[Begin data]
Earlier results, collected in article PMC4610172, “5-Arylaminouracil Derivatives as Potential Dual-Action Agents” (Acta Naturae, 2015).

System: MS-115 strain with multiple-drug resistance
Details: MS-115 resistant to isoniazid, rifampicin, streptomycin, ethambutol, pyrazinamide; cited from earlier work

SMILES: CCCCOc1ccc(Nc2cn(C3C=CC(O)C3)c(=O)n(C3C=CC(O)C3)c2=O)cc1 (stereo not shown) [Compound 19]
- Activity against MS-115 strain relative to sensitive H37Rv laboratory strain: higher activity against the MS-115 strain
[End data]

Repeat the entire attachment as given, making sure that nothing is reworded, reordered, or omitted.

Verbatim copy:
Earlier results, collected in article PMC4610172, “5-Arylaminouracil Derivatives as Potential Dual-Action Agents” (Acta Naturae, 2015).

System: MS-115 strain with multiple-drug resistance
Details: MS-115 resistant to isoniazid, rifampicin, streptomycin, ethambutol, pyrazinamide; cited from earlier work

SMILES: CCCCOc1ccc(Nc2cn(C3C=CC(O)C3)c(=O)n(C3C=CC(O)C3)c2=O)cc1 (stereo not shown) [Compound 19]
- Activity against MS-115 strain relative to sensitive H37Rv laboratory strain: higher activity against the MS-115 strain